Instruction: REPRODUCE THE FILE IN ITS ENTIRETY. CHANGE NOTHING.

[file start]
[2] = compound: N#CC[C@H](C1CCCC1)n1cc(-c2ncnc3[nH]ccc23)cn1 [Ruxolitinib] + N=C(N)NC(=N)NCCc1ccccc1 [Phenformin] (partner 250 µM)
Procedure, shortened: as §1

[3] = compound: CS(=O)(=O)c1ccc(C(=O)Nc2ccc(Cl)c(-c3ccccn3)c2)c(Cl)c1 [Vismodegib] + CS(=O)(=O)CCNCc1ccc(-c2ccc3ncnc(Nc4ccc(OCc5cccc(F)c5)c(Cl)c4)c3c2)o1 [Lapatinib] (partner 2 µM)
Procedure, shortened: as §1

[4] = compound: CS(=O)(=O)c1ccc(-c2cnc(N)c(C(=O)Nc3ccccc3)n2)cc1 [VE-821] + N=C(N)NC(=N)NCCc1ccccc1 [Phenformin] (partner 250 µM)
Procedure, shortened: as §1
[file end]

[2] = compound: N#CC[C@H](C1CCCC1)n1cc(-c2ncnc3[nH]ccc23)cn1 [Ruxolitinib] + N=C(N)NC(=N)NCCc1ccccc1 [Phenformin] (partner 250 µM)
Procedure, shortened: as §1

[3] = compound: CS(=O)(=O)c1ccc(C(=O)Nc2ccc(Cl)c(-c3ccccn3)c2)c(Cl)c1 [Vismodegib] + CS(=O)(=O)CCNCc1ccc(-c2ccc3ncnc(Nc4ccc(OCc5cccc(F)c5)c(Cl)c4)c3c2)o1 [Lapatinib] (partner 2 µM)
Procedure, shortened: as §1

[4] = compound: CS(=O)(=O)c1ccc(-c2cnc(N)c(C(=O)Nc3ccccc3)n2)cc1 [VE-821] + N=C(N)NC(=N)NCCc1ccccc1 [Phenformin] (partner 250 µM)
Procedure, shortened: as §1